The trouble (or benefit) of lengthy reports is that by being selective you can take the best or worst of the results to form the basis of any news article.
For example, The Organisation for Economic Co-operation and Development (OECD), has released a report entitled "Growing Unequal: Income Distribution and Poverty in OECD Countries."
The report finds that "the gap between rich and poor has grown in more than three-quarters of OECD countries over the past two decades" and "economic growth of recent decades has benefited the rich more than the poor"
However, if you study the details it reveals that Britain is one of the countries where income inequality has decreased since the mid 1990's.
Despite this, the shortening has not outweighed the big increase in inequality that took place between the mid 1980's and the mid 1990's, and therefore over the whole period (mid 1980's to mid 2000's) income inequality has increased slightly.
So the report produces positives and negatives.
Now, depending on your politics you could take two approaches: One would be to acknowledge the recent decrease in the UK since 2000, which the report’s author, Mark Pearson, describes as ”remarkable”. However this would mean, by implication, that you accept that the decrease has taken place under the current Labour government.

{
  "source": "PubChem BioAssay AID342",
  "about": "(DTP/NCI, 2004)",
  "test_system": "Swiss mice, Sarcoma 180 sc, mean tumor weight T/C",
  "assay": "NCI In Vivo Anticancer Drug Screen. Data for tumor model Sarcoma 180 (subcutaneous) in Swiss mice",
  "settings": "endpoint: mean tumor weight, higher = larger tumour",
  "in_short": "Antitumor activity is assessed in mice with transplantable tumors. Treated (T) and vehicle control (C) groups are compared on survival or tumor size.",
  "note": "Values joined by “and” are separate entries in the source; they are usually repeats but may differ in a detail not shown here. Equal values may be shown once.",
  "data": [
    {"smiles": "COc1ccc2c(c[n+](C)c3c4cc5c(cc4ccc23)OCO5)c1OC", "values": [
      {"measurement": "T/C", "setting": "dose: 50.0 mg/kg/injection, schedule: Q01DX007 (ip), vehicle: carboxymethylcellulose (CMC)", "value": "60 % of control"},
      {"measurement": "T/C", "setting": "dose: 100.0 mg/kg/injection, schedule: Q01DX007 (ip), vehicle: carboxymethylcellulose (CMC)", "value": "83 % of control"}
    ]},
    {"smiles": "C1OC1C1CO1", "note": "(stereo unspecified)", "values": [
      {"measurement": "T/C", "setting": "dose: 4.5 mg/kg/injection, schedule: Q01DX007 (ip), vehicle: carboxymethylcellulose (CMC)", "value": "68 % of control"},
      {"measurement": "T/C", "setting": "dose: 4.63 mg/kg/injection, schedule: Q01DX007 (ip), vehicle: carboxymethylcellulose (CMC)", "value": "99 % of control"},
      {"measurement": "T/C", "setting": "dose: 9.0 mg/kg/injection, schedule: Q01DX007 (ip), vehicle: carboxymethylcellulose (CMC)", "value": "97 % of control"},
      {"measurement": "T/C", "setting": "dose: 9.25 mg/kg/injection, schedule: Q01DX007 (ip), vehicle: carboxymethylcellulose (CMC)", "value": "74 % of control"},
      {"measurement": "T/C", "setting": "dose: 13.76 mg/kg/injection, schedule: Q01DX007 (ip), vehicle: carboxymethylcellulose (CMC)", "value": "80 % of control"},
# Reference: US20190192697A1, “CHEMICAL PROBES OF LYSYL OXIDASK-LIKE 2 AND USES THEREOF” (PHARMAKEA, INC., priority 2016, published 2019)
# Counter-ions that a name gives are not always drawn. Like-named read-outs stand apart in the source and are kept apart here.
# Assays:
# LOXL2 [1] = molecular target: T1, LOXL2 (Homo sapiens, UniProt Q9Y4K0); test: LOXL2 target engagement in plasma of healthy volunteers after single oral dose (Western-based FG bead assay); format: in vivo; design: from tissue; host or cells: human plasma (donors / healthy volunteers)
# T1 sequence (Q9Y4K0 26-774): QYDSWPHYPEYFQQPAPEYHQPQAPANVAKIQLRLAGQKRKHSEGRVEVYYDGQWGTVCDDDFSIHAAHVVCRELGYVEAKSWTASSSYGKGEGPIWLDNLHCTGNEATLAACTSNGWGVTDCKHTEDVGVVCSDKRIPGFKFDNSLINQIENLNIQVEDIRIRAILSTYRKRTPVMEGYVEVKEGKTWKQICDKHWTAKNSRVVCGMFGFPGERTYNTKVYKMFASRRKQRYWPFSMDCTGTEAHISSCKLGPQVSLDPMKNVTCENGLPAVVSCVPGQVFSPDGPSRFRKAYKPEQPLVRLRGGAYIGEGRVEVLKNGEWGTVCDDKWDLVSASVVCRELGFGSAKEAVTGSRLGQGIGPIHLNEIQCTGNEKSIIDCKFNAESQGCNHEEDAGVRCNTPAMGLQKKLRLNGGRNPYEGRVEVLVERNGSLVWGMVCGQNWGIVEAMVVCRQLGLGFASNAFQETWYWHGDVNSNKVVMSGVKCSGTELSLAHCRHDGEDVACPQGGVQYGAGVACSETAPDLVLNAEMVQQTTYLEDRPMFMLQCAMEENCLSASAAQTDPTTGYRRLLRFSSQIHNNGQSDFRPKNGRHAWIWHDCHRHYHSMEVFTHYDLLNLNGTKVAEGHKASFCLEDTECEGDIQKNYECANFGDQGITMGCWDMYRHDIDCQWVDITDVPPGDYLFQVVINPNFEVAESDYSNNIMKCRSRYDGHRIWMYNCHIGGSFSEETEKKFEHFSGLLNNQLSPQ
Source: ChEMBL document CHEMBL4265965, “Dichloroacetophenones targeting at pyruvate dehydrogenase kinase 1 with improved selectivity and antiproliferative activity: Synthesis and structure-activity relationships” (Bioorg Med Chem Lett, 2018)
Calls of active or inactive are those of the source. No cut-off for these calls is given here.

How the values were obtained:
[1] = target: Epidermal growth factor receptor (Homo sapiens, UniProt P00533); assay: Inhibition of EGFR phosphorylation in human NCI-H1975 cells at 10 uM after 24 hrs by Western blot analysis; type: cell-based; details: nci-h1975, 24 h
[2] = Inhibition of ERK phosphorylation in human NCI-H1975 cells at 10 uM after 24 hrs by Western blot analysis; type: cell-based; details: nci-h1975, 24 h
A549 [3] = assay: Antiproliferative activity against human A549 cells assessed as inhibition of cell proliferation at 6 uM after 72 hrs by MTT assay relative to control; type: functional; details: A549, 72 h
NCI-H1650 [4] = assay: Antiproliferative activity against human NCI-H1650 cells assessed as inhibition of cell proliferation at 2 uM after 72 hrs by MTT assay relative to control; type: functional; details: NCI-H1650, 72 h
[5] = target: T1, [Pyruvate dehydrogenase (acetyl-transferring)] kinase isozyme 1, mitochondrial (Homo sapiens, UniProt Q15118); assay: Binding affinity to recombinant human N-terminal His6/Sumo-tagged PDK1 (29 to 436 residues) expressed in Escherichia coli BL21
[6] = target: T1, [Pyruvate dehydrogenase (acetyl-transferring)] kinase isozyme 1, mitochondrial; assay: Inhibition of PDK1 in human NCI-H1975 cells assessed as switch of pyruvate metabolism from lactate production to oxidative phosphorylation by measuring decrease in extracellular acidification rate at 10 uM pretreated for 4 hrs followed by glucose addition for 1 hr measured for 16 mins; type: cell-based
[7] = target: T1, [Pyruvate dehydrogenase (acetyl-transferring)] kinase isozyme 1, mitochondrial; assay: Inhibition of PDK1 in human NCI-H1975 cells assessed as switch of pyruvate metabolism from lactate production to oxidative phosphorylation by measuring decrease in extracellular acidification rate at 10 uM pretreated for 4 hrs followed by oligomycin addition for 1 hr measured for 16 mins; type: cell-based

The other approach would be to concentrate on the whole period covered by the report, which, although technically correct, glosses over this reduction.
Let’s see this in action, with two news sources reporting the results:
First, the BBC, with the positive slant:
“The gap between rich and poor in the UK has decreased since 2000, an international survey has concluded.”
Now the Telegraph, with the negative approach:
“The gap between rich and poor people in the UK is one of the widest in the developed world, a report has found.”
This means the right-wing leaning Telegraph, although they do acknowledge the recent UK decrease further on in their article, has avoided concentrating on any possible Labour success.
Coincidence? Perhaps. But I’m not so sure.